The vast majority of tools and interventions deemed efficacious within clinical or community-based trials are not widely or consistently promoted or adopted by public health policy-makers and practitioners in a timely manner. Characteristics of the interventions, target settings, and research designs contribute to lags in translation of research to practice. The purpose of this study is to report the planning and development of an evidence-based early childhood obesity prevention intervention, ¡Míranos! Look at Us, We are Healthy! (¡Míranos!) in collaboration with Head Start (HS) stakeholders.
¡Míranos! is a clustered RCT designed to test the effect of center- and home-based interventions that address enablers and barriers in obesity prevention in low-income, Latino children enrolled in HS program. The study team consisting of researchers and HS administrators and staff engaged in a participatory planning process that included a study retreat, advisory boards, workgroups, monthly study team meetings, pilot studies, and focus groups.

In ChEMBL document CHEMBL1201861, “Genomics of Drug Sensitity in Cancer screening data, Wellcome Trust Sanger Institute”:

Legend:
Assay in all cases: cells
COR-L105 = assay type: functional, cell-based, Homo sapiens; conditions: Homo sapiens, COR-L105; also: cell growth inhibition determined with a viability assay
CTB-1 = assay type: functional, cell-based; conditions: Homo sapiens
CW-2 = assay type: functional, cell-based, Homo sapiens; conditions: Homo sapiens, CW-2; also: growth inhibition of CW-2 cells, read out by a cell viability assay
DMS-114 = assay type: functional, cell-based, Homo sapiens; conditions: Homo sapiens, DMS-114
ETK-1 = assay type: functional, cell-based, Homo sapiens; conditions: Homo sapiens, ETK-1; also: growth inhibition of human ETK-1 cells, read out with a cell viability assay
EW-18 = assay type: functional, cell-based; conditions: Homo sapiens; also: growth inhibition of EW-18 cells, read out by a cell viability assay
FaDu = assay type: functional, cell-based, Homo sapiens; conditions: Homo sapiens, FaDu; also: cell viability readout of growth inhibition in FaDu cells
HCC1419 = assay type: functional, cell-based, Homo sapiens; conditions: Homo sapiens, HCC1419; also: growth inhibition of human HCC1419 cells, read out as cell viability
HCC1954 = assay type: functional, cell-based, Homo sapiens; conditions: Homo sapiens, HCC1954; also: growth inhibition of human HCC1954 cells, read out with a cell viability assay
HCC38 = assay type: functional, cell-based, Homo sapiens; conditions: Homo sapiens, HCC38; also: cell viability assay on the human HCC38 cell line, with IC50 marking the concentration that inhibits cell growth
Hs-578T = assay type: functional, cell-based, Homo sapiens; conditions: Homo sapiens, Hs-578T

The planning included 1) using intervention mapping to guide the study design, 2) aligning the intervention with HS Program Performance Standards, 3) integrating activities into HS learning domains and goals, 4) piloting recruitment, intervention, and evaluation to gather support and feedback from HS stakeholders, 5) using a participatory and collaborative process to address the administrative and program concerns, 6) minimizing the HS staff burden with mobile technologies, and 7) neutralizing intervention costs
A proactive approach in study planning can increase the acceptability and scalability of interventions, and facilitate the adoptions of new policies and practices in HS.